CES Day 2 – Mobile Trends Peek

serenataFor today’s post, instead of recapping the big mobile trends that the industry insiders are talking-up here at CES-which I’ll save for tomorrow-I thought I’d share a collection of interesting mobile news bites, product releases, and factoids.

Okay, maybe just one trend for now: Thanks to the visionaries up in Cupertino, 2008 will be the year of "touch" when it comes to handsets. Already competing with the iPhone’s revolutionary interface are slick models from a number of major manufacturers, including the P250 from Samsung and the KE850 from LG. Although what makes these models stand out is that you can buy them at Armani and Prada retail stores. Wait, what?

Yep, the major fashion labels get the fact that the phone makes a personal statement about you, just like your shoes or your bag. So what’s jumped out at me hardware-wise here at CES is how touch-screen handset makers are inking these kinds of "cache co-branding" deals to move their devices. In addition to the above two models, I’ve seen the "Serenata"-a luxury handset developed between home theatre designer Bang & Olufsen and Samsung-as well as the Beyonce Knowles-branded "B’Phone." Frankly I’m a little taken aback at that last one, but I don’t know why; we ARE marketers, after all.

What next? Hmm, fine, I’ll give you one more trend here. In fact, I may be stealing my own thunder, because it might just be the biggest one in mobile right now-and that’s the concept of "open." Already going gangbusters in the social media space, of course, this notion of everything working hand-in-hand is starting to find its way into the mobile world. Google, for all intents and purposes, got the ball rolling late last year with the announcement of its open-platform "Android" mobile operating system; but Yahoo is now running with that ball.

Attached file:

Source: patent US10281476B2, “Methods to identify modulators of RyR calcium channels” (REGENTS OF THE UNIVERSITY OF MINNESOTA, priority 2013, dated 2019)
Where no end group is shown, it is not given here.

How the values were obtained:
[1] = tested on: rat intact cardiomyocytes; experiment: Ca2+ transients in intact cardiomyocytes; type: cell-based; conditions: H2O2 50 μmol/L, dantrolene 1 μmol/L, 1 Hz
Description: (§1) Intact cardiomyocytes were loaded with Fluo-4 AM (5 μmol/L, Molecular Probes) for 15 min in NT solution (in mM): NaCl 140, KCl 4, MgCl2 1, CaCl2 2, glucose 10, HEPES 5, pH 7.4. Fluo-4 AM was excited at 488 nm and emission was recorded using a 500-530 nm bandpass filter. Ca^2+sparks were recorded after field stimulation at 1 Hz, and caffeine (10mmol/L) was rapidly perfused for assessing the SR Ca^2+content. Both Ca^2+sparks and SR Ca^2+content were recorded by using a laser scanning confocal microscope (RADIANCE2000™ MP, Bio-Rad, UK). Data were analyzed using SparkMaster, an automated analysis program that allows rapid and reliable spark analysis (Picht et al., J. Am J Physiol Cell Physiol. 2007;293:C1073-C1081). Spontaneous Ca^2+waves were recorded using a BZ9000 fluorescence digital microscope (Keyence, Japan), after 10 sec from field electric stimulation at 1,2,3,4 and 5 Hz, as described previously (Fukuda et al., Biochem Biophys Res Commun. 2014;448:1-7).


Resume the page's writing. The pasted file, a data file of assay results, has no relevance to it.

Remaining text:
Yahoo’s mobile chief Marco Boerries announced yesterday here at CES that Yahoo’s mobile Internet services (a widget-styled system) will be built to run on all the big phone platforms-including Google’s Android, Apple’s iPhone, Microsoft’s Windows Mobile, and Nokia-backed Symbian software. It marks an important move by Yahoo to compete with rivals by leveraging a strategy of "inclusion:" By offering Internet services that work on the largest number of the most popular handsets, Yahoo hopes to maximally extend its reach into mobile-which, of course, is the next frontier for all the big portal plays.

And speaking of reach, WiMAX is also abuzz this year on the CES floor. (Hang on, is that another trend? This isn’t turning out to be much of a "peek," is it)? Anyway, Sprint announced that it was pushing ahead with its Xohm-branded WiMAX network-which is a wireless alternative to providing hardwired internet service over broad areas-and Ericsson is happy about its progress in embedding its WiMAX modules in consumer electronics like notebook computers, digital cameras, and gaming devices. This makes all of the "toys" we carry around with us instantly connected, allowing us to download software, share information, and even social network.

It’s all pretty heady stuff when you think about it. Our everyday "life tools" are becoming more sophisticated than the computers at NASA 30 years ago. But I guess that’s also what CES is about. You can’t be in Vegas without the razzle-dazzle.